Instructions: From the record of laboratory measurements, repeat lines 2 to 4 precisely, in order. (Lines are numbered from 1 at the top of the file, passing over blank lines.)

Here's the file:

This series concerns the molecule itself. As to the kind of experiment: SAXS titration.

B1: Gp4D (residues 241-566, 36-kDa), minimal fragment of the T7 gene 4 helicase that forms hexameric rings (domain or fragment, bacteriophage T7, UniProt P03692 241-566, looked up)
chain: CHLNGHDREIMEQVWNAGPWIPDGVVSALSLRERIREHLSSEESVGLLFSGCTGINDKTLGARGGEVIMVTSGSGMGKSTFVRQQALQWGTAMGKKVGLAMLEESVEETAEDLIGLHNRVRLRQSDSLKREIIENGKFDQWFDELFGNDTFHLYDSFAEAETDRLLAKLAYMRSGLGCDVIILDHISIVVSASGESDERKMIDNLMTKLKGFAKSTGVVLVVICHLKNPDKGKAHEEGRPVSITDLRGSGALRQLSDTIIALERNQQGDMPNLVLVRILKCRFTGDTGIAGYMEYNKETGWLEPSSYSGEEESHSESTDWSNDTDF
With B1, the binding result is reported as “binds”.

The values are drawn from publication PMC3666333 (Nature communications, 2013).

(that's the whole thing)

B1: Gp4D (residues 241-566, 36-kDa), minimal fragment of the T7 gene 4 helicase that forms hexameric rings (domain or fragment, bacteriophage T7, UniProt P03692 241-566, looked up)
chain: CHLNGHDREIMEQVWNAGPWIPDGVVSALSLRERIREHLSSEESVGLLFSGCTGINDKTLGARGGEVIMVTSGSGMGKSTFVRQQALQWGTAMGKKVGLAMLEESVEETAEDLIGLHNRVRLRQSDSLKREIIENGKFDQWFDELFGNDTFHLYDSFAEAETDRLLAKLAYMRSGLGCDVIILDHISIVVSASGESDERKMIDNLMTKLKGFAKSTGVVLVVICHLKNPDKGKAHEEGRPVSITDLRGSGALRQLSDTIIALERNQQGDMPNLVLVRILKCRFTGDTGIAGYMEYNKETGWLEPSSYSGEEESHSESTDWSNDTDF
With B1, the binding result is reported as “binds”.